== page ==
‘It feels good to be home’: Rae residents can now return to their community

The community had been evacuated for 11 days due to wildfire

(Photo courtesy of NWT Fire)

After 11 days away from home, residents of Rae were finally allowed to return home this morning.

The Tłı̨chǫ Government announced on Wednesday evening that residents could return home just after 10 a.m. this morning, but power will not be restored until 2 a.m. this afternoon.

The community was first evacuated on July 24 due to wildfire. Nineteen buildings were destroyed and three were damaged in Rae and along Highway 3.

Residents of Edzo were given the green light to return home on Monday.

“People want to be home, but we also know there’s work ahead of us,” says Behchokǫ̀ Chief Clifford Daniels. This will include cleaning spoiled food out of fridges and removing ash from the windows and doors. “For a couple of days I think people will be pretty busy cleaning around the house,” he says.

“I’m very, very thankful, and also thinking about those who have lost everything. It is just good to be home, even though the state it is in and we’re in as a community.”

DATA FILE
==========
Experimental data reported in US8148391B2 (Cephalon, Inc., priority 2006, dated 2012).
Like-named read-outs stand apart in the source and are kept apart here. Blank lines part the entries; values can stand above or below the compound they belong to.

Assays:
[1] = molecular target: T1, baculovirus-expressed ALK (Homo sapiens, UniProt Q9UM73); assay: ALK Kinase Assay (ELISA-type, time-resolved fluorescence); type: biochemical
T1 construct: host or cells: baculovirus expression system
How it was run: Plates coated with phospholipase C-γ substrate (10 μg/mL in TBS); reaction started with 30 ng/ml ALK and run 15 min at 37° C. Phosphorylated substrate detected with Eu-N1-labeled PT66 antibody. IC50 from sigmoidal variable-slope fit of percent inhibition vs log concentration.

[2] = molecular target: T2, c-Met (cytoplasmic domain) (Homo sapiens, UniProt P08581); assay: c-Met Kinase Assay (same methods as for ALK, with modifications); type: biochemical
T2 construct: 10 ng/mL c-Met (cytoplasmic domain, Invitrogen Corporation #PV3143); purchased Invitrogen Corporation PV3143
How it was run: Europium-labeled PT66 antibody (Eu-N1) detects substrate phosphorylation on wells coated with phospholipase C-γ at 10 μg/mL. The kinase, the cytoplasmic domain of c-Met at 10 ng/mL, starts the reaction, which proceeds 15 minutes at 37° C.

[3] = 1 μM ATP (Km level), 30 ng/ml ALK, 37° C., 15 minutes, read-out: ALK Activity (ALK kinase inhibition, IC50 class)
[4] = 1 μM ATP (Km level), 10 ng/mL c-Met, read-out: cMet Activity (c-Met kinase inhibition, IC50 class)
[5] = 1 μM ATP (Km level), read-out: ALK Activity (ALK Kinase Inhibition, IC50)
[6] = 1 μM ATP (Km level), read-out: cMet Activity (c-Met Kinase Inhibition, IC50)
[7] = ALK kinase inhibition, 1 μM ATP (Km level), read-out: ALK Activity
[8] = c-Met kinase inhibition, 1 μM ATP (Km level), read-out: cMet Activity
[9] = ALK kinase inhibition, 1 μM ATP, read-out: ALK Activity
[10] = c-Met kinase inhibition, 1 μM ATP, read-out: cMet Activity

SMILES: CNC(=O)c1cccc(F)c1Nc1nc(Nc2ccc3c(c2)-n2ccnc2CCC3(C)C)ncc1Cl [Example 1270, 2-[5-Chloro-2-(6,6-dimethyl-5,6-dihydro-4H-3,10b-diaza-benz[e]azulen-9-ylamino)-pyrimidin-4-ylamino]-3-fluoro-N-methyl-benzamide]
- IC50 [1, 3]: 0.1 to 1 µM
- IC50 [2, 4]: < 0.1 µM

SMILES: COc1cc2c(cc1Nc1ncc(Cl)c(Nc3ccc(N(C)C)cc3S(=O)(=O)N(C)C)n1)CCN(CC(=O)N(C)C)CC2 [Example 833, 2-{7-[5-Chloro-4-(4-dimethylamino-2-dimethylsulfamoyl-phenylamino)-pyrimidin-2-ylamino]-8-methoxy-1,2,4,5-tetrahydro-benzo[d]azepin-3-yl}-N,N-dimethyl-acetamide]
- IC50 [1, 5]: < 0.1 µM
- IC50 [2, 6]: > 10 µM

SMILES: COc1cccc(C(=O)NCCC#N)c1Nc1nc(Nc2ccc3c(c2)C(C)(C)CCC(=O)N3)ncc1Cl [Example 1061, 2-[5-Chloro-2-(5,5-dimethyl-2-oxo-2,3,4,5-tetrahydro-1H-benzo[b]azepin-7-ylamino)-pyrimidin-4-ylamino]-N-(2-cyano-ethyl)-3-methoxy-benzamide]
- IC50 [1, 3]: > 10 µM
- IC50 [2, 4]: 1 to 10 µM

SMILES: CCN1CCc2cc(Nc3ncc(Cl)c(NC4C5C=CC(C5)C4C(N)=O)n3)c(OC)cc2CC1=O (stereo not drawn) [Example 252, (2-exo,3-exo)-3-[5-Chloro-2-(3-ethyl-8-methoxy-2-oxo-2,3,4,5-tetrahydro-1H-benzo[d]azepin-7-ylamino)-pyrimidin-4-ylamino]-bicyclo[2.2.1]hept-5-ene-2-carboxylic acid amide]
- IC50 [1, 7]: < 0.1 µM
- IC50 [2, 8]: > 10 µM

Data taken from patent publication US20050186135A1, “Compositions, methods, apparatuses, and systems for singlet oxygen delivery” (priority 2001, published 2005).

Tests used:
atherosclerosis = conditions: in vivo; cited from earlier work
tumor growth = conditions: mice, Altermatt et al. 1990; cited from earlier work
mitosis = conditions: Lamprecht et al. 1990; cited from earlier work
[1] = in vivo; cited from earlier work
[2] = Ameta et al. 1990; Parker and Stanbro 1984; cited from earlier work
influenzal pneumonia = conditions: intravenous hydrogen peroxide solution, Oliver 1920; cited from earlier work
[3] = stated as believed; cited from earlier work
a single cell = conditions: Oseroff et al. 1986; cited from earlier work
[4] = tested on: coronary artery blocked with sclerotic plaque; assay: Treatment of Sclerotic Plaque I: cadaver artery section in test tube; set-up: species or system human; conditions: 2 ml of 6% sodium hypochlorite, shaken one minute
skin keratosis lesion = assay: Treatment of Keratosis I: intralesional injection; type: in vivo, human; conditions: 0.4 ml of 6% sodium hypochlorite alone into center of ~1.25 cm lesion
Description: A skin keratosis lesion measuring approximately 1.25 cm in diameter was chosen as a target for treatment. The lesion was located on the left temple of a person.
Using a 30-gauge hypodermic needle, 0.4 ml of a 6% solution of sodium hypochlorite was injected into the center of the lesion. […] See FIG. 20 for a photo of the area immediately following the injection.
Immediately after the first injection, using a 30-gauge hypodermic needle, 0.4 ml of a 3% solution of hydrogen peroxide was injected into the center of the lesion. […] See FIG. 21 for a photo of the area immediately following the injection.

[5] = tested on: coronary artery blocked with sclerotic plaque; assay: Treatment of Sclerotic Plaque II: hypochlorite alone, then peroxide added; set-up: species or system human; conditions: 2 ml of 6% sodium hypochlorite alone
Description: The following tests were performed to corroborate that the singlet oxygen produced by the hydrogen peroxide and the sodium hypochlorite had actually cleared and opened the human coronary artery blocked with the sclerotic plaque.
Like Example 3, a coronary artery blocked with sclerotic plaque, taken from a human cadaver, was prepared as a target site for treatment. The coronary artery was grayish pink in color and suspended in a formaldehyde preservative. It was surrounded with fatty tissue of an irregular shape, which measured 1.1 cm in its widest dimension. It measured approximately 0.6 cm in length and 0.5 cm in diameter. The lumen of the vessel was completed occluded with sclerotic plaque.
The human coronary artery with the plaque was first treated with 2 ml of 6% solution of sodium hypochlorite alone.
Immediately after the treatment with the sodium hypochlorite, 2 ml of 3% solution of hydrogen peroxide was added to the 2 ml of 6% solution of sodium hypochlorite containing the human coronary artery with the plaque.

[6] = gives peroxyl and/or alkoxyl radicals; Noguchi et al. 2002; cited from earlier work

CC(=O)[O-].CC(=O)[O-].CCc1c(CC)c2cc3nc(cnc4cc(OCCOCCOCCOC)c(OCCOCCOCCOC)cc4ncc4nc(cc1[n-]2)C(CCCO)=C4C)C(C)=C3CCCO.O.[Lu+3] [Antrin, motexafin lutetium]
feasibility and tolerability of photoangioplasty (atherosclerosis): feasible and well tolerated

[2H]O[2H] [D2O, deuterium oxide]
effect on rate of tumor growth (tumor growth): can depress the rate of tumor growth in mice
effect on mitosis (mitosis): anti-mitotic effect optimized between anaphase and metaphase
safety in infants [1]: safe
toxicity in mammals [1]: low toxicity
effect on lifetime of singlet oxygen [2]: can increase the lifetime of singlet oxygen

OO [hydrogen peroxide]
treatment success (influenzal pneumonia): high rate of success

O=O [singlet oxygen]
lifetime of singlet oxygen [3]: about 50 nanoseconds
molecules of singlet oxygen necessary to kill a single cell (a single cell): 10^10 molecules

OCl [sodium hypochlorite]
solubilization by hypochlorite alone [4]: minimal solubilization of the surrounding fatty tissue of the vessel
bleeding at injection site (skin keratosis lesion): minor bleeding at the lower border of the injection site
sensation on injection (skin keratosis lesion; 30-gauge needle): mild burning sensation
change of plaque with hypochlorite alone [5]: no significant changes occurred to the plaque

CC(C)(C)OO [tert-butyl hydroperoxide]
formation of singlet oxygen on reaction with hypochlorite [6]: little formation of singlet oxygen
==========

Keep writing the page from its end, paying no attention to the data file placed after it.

Daniels says the community is taking gradual steps to return to normal. These include the return of the RCMP and community health services, as well as the restocking of stores. “So that will ramp up and build up, and hopefully we’ll be fully operational within a week.”

Despite the lifting of the evacuation order, the fire that started on June 28 near the community rages on: At last estimate, the fire was more than 113,000 hectares in size.

Following the news, the GNWT issued several warnings to residents returning to the community. Fire crews, they said, are still at work along the highway, near the Frank Channel, and south of Rae; An Evacuation Alert will most likely remain in place for residents to leave at an hours’ notice; And damaged trees in the area pose a falling hazard.

The fire does not pose any threat to Yellowknife.

The 2023 wildfire season is now the second-worst of the past twelve years, surpassed only by the infamous 2014 season. More than 1.8 million hectares have been burned so far this year, while more than 3.4 million hectares were burned in 2014. That’s according to data from NWT Fire and the Canadian Interagency Forest Fire Centre.

This story will continue to be updated as it unfolds.

With files from Mariah Caruso.


About the Author

Ian Down
Ian Down is a general news reporter from the West Island of Montreal. After studying journalism and computer science at Concordia University, he came to Yellowknife in 2021, joining the CKLB team in September 2022. When not behind his desk, you can find him at a local Yellowknife poetry reading, or annoying his roommates by playing his clarinet at odd hours. Feel free to reach out with any tips or story ideas at ian.down@cklb.com, or follow him on Twitter at @IanDown1996.